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Member Research and Reports

Maryland: Study Finds Running Fast Isn’t Necessarily Linked to Stress Fractures Maryland

According to a new study from the University of Maryland School of Public Health, running fast doesn’t cause any more strain on a person’s shin bones than running at a slower pace does.

Assistant professor Dr. Ross Miller and his research team, including doctoral students Ms. Jessica Hunter and Ms. Gina Garcia and associate professor Jae Kun Shim, all in the Department of Kinesiology, studied 43 recreational runners as they circled a 50-meter track, first at a self-chosen moderate speed, and again alternating between slow and fast speeds.

While the participants ran, the researchers measured three variables that affect the pressure running asserted on their tibias: how quickly they transfer their weight onto their leg when taking a step, the pattern of their foot’s movement on the ground and how much weight their legs ultimately bore.

The researchers found that fast running was no riskier than slow running. Both speeds contributed similarly to the first two variables, but slow running actually meant the participants’ tibias bore more cumulative weight — or cumulative tibial load — than they did while running fast. That’s because, when a runner’s pace slows, their stride shortens and their feet are in contact with the ground longer.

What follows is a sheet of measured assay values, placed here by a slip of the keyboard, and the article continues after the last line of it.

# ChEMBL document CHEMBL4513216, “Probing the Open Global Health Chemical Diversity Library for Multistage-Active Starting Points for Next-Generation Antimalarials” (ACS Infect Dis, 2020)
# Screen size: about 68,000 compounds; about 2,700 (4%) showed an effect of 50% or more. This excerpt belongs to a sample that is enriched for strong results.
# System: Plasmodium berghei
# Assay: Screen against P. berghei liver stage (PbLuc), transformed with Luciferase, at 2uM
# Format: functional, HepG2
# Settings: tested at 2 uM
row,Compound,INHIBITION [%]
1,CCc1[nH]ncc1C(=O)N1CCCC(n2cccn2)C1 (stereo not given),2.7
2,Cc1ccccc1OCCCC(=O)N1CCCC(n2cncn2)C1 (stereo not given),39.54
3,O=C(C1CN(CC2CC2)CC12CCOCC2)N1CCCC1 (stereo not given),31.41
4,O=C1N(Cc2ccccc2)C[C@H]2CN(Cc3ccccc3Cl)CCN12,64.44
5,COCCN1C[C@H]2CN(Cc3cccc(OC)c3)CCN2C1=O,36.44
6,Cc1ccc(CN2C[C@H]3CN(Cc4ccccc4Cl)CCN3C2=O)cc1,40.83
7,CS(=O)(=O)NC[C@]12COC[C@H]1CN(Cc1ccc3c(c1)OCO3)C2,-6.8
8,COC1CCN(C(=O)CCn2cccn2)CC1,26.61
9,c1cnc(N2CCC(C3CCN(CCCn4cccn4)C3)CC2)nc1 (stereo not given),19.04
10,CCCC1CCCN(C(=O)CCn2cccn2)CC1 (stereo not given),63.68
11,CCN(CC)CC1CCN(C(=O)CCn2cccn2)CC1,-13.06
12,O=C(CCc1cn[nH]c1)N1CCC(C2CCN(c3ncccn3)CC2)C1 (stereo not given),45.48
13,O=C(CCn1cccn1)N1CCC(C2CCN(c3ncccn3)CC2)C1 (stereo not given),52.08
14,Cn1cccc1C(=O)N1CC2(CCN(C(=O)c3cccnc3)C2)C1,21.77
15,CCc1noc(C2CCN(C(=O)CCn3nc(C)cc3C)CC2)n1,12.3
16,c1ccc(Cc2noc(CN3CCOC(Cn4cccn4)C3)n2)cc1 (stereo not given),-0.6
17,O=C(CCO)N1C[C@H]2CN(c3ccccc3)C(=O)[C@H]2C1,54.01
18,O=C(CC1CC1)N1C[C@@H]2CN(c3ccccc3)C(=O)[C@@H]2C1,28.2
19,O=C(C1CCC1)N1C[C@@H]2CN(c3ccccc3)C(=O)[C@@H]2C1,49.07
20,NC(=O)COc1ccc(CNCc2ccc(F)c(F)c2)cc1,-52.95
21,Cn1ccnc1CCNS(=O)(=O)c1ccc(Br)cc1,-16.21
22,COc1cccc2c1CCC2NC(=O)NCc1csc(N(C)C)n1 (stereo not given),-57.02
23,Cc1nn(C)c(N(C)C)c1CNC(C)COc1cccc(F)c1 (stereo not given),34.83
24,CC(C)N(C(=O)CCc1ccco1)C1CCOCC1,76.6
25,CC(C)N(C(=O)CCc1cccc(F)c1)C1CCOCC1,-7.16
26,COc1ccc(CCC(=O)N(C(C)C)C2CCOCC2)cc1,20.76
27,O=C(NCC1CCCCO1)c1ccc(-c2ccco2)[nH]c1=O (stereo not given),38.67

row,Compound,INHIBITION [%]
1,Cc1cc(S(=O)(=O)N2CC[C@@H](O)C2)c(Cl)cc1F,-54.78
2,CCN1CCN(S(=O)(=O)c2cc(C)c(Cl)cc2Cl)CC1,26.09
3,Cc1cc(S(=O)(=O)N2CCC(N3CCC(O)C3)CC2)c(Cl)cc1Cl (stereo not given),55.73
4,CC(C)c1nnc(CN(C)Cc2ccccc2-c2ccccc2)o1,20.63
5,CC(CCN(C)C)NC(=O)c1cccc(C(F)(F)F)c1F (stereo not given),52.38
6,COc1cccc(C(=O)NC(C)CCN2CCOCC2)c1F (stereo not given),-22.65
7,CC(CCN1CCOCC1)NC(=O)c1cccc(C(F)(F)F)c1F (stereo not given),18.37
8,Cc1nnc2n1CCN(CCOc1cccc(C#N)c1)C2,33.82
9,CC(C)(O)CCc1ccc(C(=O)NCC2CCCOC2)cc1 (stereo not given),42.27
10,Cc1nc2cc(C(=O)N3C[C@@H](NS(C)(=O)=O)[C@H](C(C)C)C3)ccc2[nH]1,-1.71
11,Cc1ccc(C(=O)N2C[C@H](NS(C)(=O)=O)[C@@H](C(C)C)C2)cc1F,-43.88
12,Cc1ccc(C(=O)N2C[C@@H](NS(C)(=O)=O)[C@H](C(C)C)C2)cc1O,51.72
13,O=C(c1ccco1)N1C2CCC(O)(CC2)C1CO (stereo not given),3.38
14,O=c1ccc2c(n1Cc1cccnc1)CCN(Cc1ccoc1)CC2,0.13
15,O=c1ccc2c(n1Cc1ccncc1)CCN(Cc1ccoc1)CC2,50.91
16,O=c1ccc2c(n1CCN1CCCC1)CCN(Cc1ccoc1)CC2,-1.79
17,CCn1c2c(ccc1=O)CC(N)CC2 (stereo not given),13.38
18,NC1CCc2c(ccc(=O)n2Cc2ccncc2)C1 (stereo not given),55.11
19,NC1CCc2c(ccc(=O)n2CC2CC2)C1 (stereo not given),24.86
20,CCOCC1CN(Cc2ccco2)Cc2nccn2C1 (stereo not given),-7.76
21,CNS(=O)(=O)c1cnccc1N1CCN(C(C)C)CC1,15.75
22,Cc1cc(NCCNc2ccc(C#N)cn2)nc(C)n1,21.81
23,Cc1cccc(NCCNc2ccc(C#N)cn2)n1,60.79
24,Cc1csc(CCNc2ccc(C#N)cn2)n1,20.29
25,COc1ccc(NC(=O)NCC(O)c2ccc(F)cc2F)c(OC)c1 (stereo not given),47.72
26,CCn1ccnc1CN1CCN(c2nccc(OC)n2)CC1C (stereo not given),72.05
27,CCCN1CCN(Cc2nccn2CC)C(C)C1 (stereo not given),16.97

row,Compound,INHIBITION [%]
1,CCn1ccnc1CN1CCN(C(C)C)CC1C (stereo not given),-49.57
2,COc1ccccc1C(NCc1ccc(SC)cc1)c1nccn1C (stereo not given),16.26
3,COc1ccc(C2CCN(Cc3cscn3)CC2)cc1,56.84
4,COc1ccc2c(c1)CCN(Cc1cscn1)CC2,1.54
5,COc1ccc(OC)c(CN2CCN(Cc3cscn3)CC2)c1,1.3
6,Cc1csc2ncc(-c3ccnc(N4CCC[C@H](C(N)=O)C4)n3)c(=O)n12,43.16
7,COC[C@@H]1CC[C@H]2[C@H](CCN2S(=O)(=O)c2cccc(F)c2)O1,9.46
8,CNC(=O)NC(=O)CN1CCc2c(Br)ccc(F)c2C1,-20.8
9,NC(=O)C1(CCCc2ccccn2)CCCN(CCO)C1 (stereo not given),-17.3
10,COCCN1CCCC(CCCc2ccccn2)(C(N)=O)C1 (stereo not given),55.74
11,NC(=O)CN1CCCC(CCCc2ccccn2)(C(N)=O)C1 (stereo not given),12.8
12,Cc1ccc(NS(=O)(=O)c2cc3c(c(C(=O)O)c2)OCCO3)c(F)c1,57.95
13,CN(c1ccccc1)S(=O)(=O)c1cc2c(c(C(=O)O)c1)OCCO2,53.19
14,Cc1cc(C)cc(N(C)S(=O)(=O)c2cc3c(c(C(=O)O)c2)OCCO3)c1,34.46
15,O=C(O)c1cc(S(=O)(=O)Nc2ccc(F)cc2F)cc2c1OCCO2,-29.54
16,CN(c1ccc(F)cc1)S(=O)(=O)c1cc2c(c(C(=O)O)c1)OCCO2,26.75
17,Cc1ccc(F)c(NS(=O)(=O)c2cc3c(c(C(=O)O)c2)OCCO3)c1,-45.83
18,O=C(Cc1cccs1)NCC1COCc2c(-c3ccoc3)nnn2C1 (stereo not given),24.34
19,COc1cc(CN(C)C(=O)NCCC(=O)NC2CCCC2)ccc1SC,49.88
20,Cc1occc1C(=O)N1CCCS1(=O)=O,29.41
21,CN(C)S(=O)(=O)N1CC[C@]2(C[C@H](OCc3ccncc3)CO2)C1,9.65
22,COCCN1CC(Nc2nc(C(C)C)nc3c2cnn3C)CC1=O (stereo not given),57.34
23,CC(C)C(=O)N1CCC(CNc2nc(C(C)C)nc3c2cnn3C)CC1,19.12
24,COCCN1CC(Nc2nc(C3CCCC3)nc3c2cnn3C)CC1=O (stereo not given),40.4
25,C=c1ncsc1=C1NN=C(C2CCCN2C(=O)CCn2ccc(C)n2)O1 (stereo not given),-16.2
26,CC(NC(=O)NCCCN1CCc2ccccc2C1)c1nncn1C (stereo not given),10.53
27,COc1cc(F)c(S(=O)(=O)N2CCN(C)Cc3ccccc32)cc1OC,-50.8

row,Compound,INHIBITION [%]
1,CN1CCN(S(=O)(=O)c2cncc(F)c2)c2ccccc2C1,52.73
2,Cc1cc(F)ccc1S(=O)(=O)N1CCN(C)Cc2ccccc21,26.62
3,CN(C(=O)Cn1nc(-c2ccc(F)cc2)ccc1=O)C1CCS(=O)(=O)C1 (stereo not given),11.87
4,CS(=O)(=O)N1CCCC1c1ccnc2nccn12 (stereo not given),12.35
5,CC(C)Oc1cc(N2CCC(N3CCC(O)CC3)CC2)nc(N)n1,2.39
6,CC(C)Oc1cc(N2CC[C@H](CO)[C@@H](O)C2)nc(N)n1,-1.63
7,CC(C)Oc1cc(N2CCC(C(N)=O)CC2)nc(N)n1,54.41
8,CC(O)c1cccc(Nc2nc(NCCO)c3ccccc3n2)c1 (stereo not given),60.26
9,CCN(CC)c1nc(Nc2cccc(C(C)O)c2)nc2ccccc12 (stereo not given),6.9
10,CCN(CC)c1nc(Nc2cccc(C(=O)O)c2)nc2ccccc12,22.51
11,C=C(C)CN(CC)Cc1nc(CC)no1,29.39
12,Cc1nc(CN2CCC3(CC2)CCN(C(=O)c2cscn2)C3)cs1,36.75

This study clarifies the effect of interval training — alternating between fast and slow speeds — on stress fracture risk, suggesting that runners can add more fast running to their training programs without increasing their chance of injury.

The study, ‘Fast Running Does Not Contribute More to Cumulative Load than Slow Running,’ was published in the American College of Sports Medicine’s journal Medicine & Science in Sports & Exercise.

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